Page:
At the Barcelona GSE "Trobada" faculty present their latest research to the Barcelona economics community
The ninth edition of the Barcelona GSE "Trobada" took place on October 21, 2011 at the Institute for Economic Analysis (IAE-CSIC) on the Bellaterra Campus (UAB). The "Trobada" is a yearly academic gathering of Barcelona GSE affiliated professors and external research fellows, providing the opportunity to share new developments and research in progress across different areas.
As in years past, the highlight of this event was the afternoon roundtable discussion. This year's roundtable, chaired by Prof. Ada Ferrer (IAE and Barcelona GSE), focused on "The Importance of Migration Flows," and examined economic factors contributing to immigration, immigration's impact on the economy, and the public policies that are designed around it.
The macro perspective
"It's hard to overemphasize the importance of migration and its impact on the economy," Prof. Gino Gancia (CREI and Barcelona GSE) said during his roundtable discussion examining immigration from a macroeconomic perspective. He noted that there are still many more questions than answers when it comes to determining the benefits of migration. "Who gains from migration? The destination country? The country of origin? The biggest gainers are the immigrants themselves," he said.
Labor and housing markets
Prof. Libertad González (UPF and Barcelona GSE) pointed to the case of Spain, where labor markets and housing markets have fluctuated together with periods of intensive immigration into the country. "In Spain, migration flows have responded to economic conditions, rather than driving them," she found in her research.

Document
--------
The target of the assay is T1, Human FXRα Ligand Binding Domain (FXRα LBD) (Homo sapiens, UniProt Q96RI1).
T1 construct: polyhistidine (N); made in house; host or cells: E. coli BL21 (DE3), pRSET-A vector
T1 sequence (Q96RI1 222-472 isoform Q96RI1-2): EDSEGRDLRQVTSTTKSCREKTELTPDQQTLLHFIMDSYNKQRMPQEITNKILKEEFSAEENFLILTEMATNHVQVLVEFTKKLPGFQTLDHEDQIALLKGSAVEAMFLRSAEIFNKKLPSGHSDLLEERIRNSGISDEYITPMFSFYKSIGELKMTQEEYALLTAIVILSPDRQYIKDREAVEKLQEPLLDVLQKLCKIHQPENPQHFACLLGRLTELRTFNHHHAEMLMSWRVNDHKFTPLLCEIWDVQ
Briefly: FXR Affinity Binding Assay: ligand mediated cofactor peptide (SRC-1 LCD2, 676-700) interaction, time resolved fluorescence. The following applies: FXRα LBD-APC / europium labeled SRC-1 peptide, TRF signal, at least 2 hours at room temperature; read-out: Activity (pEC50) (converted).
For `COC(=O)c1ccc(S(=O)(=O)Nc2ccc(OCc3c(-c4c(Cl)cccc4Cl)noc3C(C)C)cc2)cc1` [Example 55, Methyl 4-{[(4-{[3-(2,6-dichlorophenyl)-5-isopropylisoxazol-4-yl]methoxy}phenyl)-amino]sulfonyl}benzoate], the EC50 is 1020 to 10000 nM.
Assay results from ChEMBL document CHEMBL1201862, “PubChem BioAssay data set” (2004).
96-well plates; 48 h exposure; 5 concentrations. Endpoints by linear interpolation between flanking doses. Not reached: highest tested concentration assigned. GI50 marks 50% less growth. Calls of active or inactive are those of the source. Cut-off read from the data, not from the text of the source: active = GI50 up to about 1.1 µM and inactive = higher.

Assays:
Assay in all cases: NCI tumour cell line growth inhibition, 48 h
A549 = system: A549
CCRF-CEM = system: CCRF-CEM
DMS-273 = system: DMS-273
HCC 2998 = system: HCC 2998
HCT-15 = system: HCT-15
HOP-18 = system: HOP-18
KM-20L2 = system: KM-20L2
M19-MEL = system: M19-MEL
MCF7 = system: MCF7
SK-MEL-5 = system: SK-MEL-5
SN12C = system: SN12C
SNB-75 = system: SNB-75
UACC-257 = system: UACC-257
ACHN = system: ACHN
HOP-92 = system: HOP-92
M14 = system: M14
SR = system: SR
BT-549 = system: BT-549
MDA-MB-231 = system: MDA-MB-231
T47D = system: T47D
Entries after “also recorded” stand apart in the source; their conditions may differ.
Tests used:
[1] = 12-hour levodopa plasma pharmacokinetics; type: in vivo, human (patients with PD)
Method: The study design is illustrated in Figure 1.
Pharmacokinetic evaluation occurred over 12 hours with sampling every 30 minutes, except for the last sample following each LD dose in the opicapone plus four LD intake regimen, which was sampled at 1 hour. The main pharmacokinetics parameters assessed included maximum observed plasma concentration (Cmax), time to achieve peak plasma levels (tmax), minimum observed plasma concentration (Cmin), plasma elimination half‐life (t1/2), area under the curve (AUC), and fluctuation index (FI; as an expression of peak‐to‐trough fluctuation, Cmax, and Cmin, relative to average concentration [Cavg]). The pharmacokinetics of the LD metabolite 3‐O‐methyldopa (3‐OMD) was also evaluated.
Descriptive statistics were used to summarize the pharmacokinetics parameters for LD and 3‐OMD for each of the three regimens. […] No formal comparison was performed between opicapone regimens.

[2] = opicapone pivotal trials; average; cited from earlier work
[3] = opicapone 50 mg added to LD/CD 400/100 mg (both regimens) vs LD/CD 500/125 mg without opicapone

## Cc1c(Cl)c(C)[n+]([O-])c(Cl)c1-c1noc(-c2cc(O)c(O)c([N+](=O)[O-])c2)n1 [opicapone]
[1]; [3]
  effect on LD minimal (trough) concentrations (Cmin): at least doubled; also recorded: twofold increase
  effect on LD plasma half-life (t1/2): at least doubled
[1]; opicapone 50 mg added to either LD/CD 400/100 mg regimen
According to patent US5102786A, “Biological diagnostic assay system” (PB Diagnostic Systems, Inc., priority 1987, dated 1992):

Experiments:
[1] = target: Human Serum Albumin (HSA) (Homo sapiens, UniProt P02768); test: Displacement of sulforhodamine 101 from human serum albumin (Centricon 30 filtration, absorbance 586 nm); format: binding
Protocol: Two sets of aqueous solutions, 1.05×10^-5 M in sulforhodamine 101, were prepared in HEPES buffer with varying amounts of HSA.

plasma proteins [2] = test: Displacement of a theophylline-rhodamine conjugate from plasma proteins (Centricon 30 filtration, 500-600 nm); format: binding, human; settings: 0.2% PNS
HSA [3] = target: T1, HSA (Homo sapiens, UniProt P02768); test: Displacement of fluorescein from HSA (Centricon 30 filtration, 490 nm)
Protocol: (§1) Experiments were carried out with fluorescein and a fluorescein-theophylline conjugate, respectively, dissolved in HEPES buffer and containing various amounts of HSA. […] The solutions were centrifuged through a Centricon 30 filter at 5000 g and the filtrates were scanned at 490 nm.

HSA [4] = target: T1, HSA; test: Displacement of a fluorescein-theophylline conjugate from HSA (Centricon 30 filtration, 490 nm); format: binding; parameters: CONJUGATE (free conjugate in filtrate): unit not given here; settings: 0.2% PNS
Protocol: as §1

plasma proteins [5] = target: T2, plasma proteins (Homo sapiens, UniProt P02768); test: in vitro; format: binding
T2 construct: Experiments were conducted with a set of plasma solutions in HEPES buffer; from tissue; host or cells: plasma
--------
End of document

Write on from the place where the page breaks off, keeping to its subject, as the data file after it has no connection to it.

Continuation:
Complementing the research on the Spanish case, Prof. Núria Rodríguez (UAB and Barcelona GSE) examined the country's "friendly" immigration policies during different periods of its recent history. She also suggested designing policies that add flexibility to the Spanish labor market. "Policies that add flexibility will most likely enhance an efficient allocation of labor," she said. As an example, she mentioned the case of architects with credentials from other EU countries but cannot use their foreign credentials to access jobs in their profession.
Sorry voters, immigrants are people, too.
Prof. Francesco Fasani (IAE and Barcelona GSE) put an economist's spin on an instructive quote from Swiss writer Max Frisch: "We wanted workers, and we got people."Prof. Fasani used this phrase to describe the attitudes of voters regarding immigration policy. Voter attitudes boil down to concerns about perceived labor market competition, fiscal impact, socio-cultural and identity issues tied to immigration.
Prof. Fasani pointed out that these perceptions do not always match up with a country's economic reality and that they ultimately create mixed incentives for officials: pleasing the electorate with restrictive immigration policies, while providing the workers needed to keep the economy running by enforcing those policies loosely when the economy requires additional cheap labor.
"What drives matching efficiency in the labor market?"
Prof. Régis Barnichon
"Labor market participation, unemployment and monetary policy"
Prof. Stefano Gnocchi
"Macroprudential Policy, Countercyclical Bank Capital and Credit Supply: Evidence from the Spanish Dynamic Provisioning Experiments"
Prof. José-Luis Peydró
"Technologies of Rebellion in Civil War"
Prof. Laia Balcells